Everything points to Robert Mapplethorpe this year. In Los Angeles two retrospectives of his work are running simultaneously at LACMA and the Getty Centre until the end of July. A documentary on his life, Mapplethorpe: Look at the Pictures, is doing the rounds of Australian cinemas and casting is well underway for a feature film based on his relationship with Patti Smith, as lovingly hammered out in her autobiographical book, Just Kids. Add to that the release of a sprawling art book, which places together all of Mapplethorpe’s flower photographs taken between 1973, when he first picked up a Polaroid camera, until his death in 1989. This book is called Mapplethorpe Flora.
It’s not the first time a collection of Mapplethorpe’s flowers has been published. In fact, his flowers have appeared on everything from calendars to gift cards to stationery sets and there have been at least two or three other books. The first was a collection of his colour photographs of blooms, released in 1990 with an introduction by Patti Smith. In Just Kids, Smith recalls how she and her former lover spoke about flowers during their final moments spent together at a hospital in New York City. “I asked him what he wanted me to do for him and he said take care of my flowers. He asked me to write an introduction to his flower book,” Smith recalls.
“They are colour flowers and I know you prefer the black and white ones so perhaps you won’t like them,” Mapplethorpe said to Smith, provocatively, the day before he died. “I will like them and I will do it,” she replied.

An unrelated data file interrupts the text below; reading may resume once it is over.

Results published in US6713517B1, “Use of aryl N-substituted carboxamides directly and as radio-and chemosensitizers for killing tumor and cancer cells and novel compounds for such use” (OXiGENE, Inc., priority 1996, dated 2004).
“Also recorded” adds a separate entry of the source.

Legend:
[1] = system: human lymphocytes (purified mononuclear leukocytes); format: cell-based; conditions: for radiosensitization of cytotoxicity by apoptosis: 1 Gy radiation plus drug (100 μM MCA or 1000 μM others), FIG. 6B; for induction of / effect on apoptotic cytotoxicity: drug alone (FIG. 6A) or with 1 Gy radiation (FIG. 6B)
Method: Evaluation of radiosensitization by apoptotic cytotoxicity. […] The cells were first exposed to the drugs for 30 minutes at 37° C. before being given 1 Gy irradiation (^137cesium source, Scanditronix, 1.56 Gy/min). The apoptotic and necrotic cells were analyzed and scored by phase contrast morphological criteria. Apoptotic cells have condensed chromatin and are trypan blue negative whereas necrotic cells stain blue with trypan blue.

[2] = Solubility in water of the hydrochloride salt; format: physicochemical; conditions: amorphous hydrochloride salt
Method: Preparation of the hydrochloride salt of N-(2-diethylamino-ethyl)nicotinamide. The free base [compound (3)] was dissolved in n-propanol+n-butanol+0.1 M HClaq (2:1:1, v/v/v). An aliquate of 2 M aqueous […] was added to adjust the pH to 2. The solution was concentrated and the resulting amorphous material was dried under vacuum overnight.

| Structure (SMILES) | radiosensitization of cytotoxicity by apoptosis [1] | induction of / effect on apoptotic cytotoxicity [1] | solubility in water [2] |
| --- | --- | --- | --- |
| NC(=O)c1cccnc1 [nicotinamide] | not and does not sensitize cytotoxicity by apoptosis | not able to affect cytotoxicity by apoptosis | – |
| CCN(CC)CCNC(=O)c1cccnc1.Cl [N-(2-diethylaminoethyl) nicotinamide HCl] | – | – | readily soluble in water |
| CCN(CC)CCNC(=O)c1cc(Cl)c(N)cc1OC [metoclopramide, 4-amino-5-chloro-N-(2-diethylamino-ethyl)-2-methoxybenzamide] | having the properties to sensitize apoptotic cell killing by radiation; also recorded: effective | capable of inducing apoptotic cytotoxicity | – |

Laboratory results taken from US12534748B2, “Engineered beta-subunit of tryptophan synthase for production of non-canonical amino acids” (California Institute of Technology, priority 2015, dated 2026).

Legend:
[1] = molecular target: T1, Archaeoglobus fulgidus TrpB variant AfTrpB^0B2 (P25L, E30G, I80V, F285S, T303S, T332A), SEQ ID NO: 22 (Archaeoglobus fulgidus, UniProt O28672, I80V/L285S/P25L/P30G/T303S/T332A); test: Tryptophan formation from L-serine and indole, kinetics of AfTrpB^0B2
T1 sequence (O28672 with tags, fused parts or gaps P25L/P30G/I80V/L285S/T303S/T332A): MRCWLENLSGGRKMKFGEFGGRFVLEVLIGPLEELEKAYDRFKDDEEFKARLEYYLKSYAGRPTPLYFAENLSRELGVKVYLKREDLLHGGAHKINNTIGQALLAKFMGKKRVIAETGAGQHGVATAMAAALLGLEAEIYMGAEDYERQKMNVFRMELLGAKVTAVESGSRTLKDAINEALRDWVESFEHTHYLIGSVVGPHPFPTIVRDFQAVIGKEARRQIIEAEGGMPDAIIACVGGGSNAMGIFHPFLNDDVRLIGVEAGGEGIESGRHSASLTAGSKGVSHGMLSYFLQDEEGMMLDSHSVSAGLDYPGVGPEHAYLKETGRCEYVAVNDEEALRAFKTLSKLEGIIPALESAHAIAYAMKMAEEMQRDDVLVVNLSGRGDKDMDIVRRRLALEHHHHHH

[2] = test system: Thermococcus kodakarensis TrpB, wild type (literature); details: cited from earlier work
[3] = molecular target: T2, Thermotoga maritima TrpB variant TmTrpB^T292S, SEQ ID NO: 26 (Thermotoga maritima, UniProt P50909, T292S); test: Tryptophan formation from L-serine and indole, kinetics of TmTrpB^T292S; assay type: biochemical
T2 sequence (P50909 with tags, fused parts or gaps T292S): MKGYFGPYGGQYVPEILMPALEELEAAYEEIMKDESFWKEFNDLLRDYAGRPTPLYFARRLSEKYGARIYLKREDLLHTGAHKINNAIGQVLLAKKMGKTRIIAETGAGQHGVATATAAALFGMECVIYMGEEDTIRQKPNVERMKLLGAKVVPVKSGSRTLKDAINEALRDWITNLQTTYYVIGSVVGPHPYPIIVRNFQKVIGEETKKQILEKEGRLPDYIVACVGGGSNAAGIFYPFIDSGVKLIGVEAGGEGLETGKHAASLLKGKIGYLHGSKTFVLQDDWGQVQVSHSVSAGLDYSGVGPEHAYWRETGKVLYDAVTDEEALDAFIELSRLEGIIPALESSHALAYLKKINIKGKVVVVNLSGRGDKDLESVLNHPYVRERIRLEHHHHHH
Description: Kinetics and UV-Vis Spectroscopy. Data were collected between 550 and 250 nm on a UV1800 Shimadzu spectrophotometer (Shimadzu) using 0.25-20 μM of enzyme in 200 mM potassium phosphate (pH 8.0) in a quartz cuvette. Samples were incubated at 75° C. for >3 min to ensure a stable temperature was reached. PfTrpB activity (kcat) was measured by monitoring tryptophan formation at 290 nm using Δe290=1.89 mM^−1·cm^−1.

Faced with death, flowers and perpetuating an artistic legacy were foremost on Mapplethorpe’s mind.
Good to her word, Smith prepared a resonant farewell to him in Flowers: Mapplethorpe (Bullfinch Press, 1990). “He came, in time, to embrace the flower as the embodiment of all contradictions revelling within. Their sleekness, their fullness,” she wrote of Mapplethorpe’s relationship with flowers. “He found them to be worthy conspirators in the courting and development of conflicting emotions. He also found it was easy to hurl beauty as anything else. Often they were symbolic of him; his processes. Modelled in geometric shade. Modified in a famous vase and inevitably turned in the realm of their own simplicity – the blossoming of the mystifying aspects of the pure.”
Mapplethorpe is certainly famous for his flora, equally famous for his photos of Patti Smith, female bodybuilders, socialites, male nudes, semi-nudes and New York City’s underground S&M scene in the 1970s. But regardless of his subject matter, he executed each shot with a constant, heightened state of enquiry and an unavoidably intense eye.
“My attitude when I photograph a flower today isn’t different from when I portray a penis,” Mapplethorpe once told Italian art historian Germano Celant in an interview. “After all, they’re the same thing.” Look at the pictures and you’ll see that when Mapplethorpe took a photograph he didn’t flinch.
Through Mapplethorpe’s lens even flowers demonstrate a provocative edge, one that hasn’t diminished with the years. The sexual purpose of flowers is barely suppressed between the pages of Mapplethorpe Flora – evident even as you pull away the book’s burgundy slipcase and start to flick through its 300-odd still lifes. Birds of paradise heads cast black and white shadows across closed blinds, orchids open out their lateral sepals and roses reveal a murky heart, all of them stars of a peepshow of botanical parts.
“Some people have said the pictures I take are very cold,” Mapplethorpe once said of his own work. “I don’t see it that way. The flowers have a sort of weird black side to them I don’t know where, how, why, but somehow they have a real sexy edge to them, which flowers don’t usually have. They’re not the pureness that one usually sees flowers depicted as… I’m just using daylight but there’s a certain edge. I don’t know if nasty is the right word – if you look at the picture of the orchid, to me it’s a kind of scorpion – it has a sharpness to it. It’s a composition.”